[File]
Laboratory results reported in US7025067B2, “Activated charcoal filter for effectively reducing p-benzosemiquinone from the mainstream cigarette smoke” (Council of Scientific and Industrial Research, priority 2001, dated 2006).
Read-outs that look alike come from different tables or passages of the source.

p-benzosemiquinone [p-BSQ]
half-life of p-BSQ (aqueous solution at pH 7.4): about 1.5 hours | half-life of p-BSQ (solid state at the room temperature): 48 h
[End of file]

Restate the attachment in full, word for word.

Laboratory results reported in US7025067B2, “Activated charcoal filter for effectively reducing p-benzosemiquinone from the mainstream cigarette smoke” (Council of Scientific and Industrial Research, priority 2001, dated 2006).
Read-outs that look alike come from different tables or passages of the source.

p-benzosemiquinone [p-BSQ]
half-life of p-BSQ (aqueous solution at pH 7.4): about 1.5 hours | half-life of p-BSQ (solid state at the room temperature): 48 h